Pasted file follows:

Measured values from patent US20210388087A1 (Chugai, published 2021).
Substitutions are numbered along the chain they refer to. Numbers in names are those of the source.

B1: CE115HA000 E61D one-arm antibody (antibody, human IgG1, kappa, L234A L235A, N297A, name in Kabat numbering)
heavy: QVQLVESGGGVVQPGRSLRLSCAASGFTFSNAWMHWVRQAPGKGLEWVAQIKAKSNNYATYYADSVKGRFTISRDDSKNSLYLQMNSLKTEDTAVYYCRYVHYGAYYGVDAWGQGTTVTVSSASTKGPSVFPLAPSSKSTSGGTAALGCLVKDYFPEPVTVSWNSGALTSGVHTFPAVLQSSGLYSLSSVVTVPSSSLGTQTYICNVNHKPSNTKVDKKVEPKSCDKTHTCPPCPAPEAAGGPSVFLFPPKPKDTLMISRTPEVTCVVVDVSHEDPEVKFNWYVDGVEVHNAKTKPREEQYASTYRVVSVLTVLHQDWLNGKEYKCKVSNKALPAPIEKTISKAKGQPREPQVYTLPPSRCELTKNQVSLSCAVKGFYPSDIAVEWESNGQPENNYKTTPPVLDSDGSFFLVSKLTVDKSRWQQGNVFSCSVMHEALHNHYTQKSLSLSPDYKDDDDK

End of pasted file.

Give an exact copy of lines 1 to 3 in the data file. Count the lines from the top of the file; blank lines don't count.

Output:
Measured values from patent US20210388087A1 (Chugai, published 2021).
Substitutions are numbered along the chain they refer to. Numbers in names are those of the source.

B1: CE115HA000 E61D one-arm antibody (antibody, human IgG1, kappa, L234A L235A, N297A, name in Kabat numbering)